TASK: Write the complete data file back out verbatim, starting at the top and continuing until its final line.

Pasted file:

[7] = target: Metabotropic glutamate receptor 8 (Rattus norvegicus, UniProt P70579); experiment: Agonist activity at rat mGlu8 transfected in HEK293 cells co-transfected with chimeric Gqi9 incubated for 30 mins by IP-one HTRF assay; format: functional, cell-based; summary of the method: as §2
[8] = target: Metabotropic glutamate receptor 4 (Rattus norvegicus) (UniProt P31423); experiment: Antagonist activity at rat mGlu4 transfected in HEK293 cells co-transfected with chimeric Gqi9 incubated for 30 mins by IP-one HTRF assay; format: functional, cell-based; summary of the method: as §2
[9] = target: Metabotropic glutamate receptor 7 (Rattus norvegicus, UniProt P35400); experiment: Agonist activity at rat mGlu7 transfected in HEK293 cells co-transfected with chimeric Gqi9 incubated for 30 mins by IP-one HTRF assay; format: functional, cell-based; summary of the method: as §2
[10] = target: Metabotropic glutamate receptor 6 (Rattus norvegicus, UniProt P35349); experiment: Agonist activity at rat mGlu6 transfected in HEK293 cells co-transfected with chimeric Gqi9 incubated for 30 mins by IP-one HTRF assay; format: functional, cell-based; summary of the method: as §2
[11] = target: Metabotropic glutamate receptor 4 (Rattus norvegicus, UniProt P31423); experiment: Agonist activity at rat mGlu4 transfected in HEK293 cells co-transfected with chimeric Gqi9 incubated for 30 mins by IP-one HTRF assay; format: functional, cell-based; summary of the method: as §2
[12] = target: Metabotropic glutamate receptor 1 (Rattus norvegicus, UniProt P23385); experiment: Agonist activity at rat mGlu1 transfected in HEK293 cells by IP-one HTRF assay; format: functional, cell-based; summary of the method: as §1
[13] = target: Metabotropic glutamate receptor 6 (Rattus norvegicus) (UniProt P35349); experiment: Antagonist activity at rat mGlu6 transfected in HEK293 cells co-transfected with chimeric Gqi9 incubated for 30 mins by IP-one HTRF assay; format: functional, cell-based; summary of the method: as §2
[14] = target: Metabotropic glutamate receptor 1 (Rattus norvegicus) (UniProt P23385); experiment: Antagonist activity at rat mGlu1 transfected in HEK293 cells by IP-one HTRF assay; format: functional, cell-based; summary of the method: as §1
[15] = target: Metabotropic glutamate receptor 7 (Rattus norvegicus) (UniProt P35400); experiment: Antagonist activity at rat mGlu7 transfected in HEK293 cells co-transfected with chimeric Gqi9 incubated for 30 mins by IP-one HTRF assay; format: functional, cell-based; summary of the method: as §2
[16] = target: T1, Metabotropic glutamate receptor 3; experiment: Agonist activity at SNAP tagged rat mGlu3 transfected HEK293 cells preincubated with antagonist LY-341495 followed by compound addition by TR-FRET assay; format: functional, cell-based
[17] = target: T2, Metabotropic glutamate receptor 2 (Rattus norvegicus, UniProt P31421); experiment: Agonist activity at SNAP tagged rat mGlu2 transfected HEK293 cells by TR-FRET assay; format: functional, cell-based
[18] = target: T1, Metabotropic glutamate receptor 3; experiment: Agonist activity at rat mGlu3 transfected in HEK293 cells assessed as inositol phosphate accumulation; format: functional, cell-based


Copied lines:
[7] = target: Metabotropic glutamate receptor 8 (Rattus norvegicus, UniProt P70579); experiment: Agonist activity at rat mGlu8 transfected in HEK293 cells co-transfected with chimeric Gqi9 incubated for 30 mins by IP-one HTRF assay; format: functional, cell-based; summary of the method: as §2
[8] = target: Metabotropic glutamate receptor 4 (Rattus norvegicus) (UniProt P31423); experiment: Antagonist activity at rat mGlu4 transfected in HEK293 cells co-transfected with chimeric Gqi9 incubated for 30 mins by IP-one HTRF assay; format: functional, cell-based; summary of the method: as §2
[9] = target: Metabotropic glutamate receptor 7 (Rattus norvegicus, UniProt P35400); experiment: Agonist activity at rat mGlu7 transfected in HEK293 cells co-transfected with chimeric Gqi9 incubated for 30 mins by IP-one HTRF assay; format: functional, cell-based; summary of the method: as §2
[10] = target: Metabotropic glutamate receptor 6 (Rattus norvegicus, UniProt P35349); experiment: Agonist activity at rat mGlu6 transfected in HEK293 cells co-transfected with chimeric Gqi9 incubated for 30 mins by IP-one HTRF assay; format: functional, cell-based; summary of the method: as §2
[11] = target: Metabotropic glutamate receptor 4 (Rattus norvegicus, UniProt P31423); experiment: Agonist activity at rat mGlu4 transfected in HEK293 cells co-transfected with chimeric Gqi9 incubated for 30 mins by IP-one HTRF assay; format: functional, cell-based; summary of the method: as §2
[12] = target: Metabotropic glutamate receptor 1 (Rattus norvegicus, UniProt P23385); experiment: Agonist activity at rat mGlu1 transfected in HEK293 cells by IP-one HTRF assay; format: functional, cell-based; summary of the method: as §1
[13] = target: Metabotropic glutamate receptor 6 (Rattus norvegicus) (UniProt P35349); experiment: Antagonist activity at rat mGlu6 transfected in HEK293 cells co-transfected with chimeric Gqi9 incubated for 30 mins by IP-one HTRF assay; format: functional, cell-based; summary of the method: as §2
[14] = target: Metabotropic glutamate receptor 1 (Rattus norvegicus) (UniProt P23385); experiment: Antagonist activity at rat mGlu1 transfected in HEK293 cells by IP-one HTRF assay; format: functional, cell-based; summary of the method: as §1
[15] = target: Metabotropic glutamate receptor 7 (Rattus norvegicus) (UniProt P35400); experiment: Antagonist activity at rat mGlu7 transfected in HEK293 cells co-transfected with chimeric Gqi9 incubated for 30 mins by IP-one HTRF assay; format: functional, cell-based; summary of the method: as §2
[16] = target: T1, Metabotropic glutamate receptor 3; experiment: Agonist activity at SNAP tagged rat mGlu3 transfected HEK293 cells preincubated with antagonist LY-341495 followed by compound addition by TR-FRET assay; format: functional, cell-based
[17] = target: T2, Metabotropic glutamate receptor 2 (Rattus norvegicus, UniProt P31421); experiment: Agonist activity at SNAP tagged rat mGlu2 transfected HEK293 cells by TR-FRET assay; format: functional, cell-based
[18] = target: T1, Metabotropic glutamate receptor 3; experiment: Agonist activity at rat mGlu3 transfected in HEK293 cells assessed as inositol phosphate accumulation; format: functional, cell-based